The defence budget of India—the world’s largest arms importer—has more than doubled over the past decade from Rs 80,500 crore to Rs 229,000 crore for the financial year 2014-15.
India is expected to spend Rs 94,587.95 crore in 2014-15 as capital expenditure, a 20% increase from Rs 78,872.23 crore last year
Yet, the defence forces are critically short of arms, and men and women at arms.
The army, navy and air force are short of officers by 17% (7,989), 17% (1,499) and 3% (357) respectively, according to latest data tabled in the Lok Sabha. Consider the arms deficits in the three services:
–The Indian Air Force (IAF) is short of 272-306 fighter aircraft (as this IndiaSpend report explains) and 56 medium transport aircraft.
–The Indian Army needs about 3,000 to 3,600 artillery guns, 66,0000 assault rifles, 2 lakh pairs of ankle leather boots and 66,000 rounds of armour-piercing ammunition for T-90 tanks.
–The navy needs 12 diesel-electric submarines, 6 nuclear attack submarines and 7 stealth frigates.
The three defence wings also collectively need more than 1,000 helicopters. This is an indicative list: The actual list of defence requirements and shortages is longer.
Yet, the Ministry of Defence accounts for the second-highest share of India’s budget, after the finance ministry.
The defence budget accounts for 1.78% of India’s Gross Domestic Product (GDP) and 12.76% of total central government expenditure, said Amit Cowshish, distinguished fellow at Institute for Defence Studies and Analyses (IDSA).
The revenue-to-capital ratio of the defence budget is 60:40. Revenue expenditure is for payment of salaries and maintenance of defence bases and equipment. Capital expenditure is for equipment purchases and modernisation.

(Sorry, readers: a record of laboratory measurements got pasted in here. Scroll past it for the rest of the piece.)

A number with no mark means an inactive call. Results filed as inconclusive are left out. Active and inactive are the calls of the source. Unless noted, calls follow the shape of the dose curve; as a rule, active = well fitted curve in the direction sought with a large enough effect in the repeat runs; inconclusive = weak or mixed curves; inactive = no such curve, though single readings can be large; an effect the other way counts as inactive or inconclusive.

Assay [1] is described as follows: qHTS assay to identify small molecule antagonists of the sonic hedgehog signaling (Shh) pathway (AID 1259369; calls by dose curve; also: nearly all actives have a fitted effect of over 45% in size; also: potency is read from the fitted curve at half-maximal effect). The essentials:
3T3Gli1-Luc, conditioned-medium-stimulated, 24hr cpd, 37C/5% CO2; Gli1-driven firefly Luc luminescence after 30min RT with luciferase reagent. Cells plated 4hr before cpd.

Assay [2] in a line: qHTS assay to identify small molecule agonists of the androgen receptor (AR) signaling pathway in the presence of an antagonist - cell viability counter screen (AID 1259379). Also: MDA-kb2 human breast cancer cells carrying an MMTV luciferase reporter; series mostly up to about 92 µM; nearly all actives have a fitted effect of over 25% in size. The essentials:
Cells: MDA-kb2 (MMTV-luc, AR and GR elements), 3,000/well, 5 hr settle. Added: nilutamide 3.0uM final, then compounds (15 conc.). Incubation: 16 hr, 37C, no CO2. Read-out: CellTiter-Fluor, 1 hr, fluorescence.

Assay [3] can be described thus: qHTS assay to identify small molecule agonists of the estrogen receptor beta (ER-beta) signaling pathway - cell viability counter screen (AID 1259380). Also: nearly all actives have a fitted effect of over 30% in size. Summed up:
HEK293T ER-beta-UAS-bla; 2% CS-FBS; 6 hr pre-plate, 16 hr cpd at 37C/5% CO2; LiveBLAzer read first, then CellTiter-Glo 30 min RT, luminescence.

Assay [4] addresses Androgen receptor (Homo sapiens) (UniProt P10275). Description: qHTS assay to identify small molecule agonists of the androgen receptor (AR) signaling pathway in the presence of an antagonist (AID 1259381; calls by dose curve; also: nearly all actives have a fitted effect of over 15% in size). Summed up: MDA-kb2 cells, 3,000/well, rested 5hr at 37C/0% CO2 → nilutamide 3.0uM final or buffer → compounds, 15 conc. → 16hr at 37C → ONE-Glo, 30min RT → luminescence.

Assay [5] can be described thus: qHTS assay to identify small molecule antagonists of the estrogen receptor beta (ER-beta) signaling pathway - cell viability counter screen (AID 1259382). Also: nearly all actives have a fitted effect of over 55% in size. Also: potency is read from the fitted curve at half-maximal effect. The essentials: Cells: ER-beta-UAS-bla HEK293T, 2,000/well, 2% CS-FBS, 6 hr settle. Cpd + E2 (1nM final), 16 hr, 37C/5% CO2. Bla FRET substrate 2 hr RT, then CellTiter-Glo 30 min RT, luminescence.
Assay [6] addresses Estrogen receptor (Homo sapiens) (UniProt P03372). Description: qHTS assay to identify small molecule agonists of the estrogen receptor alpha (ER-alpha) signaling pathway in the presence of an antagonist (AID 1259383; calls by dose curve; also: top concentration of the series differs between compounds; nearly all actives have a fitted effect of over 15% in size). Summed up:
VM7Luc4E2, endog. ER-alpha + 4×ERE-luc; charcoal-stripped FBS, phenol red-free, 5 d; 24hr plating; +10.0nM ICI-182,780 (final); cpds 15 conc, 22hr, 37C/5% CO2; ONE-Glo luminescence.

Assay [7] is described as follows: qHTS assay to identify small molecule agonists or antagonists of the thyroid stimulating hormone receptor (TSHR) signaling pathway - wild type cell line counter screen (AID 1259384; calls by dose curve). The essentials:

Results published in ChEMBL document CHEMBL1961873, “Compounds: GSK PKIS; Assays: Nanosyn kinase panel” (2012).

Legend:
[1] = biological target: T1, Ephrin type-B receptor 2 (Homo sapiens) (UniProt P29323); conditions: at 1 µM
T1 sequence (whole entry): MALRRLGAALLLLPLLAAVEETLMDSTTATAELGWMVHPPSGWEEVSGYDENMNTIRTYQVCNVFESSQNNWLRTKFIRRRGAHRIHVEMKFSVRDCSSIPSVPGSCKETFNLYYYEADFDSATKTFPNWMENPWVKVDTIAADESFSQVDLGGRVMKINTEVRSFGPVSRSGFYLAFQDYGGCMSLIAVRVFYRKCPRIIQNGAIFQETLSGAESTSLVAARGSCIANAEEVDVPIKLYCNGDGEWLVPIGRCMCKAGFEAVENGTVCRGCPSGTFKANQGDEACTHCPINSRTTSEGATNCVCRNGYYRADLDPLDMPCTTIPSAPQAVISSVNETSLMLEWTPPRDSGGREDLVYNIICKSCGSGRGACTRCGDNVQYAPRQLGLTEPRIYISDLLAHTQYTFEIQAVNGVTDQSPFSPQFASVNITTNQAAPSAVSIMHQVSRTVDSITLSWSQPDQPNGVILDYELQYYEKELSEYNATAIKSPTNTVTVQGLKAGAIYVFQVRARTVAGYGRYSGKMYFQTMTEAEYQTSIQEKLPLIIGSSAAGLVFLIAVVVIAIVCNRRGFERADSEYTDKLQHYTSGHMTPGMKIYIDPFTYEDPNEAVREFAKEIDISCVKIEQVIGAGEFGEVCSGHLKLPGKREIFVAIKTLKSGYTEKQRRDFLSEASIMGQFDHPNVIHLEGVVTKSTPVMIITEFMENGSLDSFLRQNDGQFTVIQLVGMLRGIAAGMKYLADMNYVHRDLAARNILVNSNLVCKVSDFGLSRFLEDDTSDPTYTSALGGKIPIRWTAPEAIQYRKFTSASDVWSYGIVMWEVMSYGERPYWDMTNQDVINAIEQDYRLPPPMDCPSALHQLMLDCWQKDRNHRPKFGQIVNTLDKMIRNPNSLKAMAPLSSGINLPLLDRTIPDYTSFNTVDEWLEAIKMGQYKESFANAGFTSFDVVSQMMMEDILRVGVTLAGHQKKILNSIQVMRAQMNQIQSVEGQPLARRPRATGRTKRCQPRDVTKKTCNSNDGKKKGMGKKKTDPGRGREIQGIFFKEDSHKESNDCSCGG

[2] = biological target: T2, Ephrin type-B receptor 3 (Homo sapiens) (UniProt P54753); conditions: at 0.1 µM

India is expected to spend Rs 94,587.95 crore in 2014-15 as capital expenditure, a 20% increase from Rs 78,872.23 crore last year.
“The requirement of funds (for defence purchases) is directly related to carried-forward committed liabilities and signing of new contracts,” Cowshish said in an email interview with IndiaSpend. As a result, the forces could expect a similar increase in the 2015-16 budget “if – and this now seems to be a big if – new projects, such as the one for a new combat aircraft, go through”.
Let us now look at sector-wise allocations of the defence budget.
Among the three defence wings, the army has consistently cornered the highest funding. In 2014-2015, It accounted for Rs 92,601.32 crore, which is 40% of total expenditure, followed by the air force and navy at Rs 20,506.84 crore (9%) and Rs 13,975.79 crore (6%), respectively.
The pension question
The budget allocation does not take defence pensions into account, as this is placed under a different budget head. The MoD allocated Rs 50,000 crore for defence pensions in 2014-2015, an increase of 9% from Rs 45,500 crore in 2013-14.
Last year’s budget earmarked Rs 1,000 crore for the one-rank-one-pension scheme for ex-servicemen. This might grow to an estimated Rs 8,000 crore this year, as the Times of India reported.
More than two million ex-servicemen in India have been demanding one-rank-one-pension, which ensures that the same pension is paid to personnel who have retired in the same rank with the same length of service, irrespective of retirement date.
Funding research and development
Investing in defence research and development (R&D) is expected to boost India’s indigenous arms industry and reduce its dependence on imports. The Indian government spent 42.7% of defence capital expenditure on arms imports in 2013-2014, according to data tabled in the Lok Sabha.
As we mentioned before, India is the world’s largest importer of arms as per Stockholm International Peace Research Institute (SIPRI), an independent international institute that researches conflicts, armaments, arms control and disarmament.
The MoD has almost doubled the capital expenditure for R&D to Rs 9,298.25 crore in 2014-2015 from Rs 5,257.60 crore in 2013-2014. Besides, the MoD has provided Rs 5,984.67 crore for salaries and maintenance of research centres.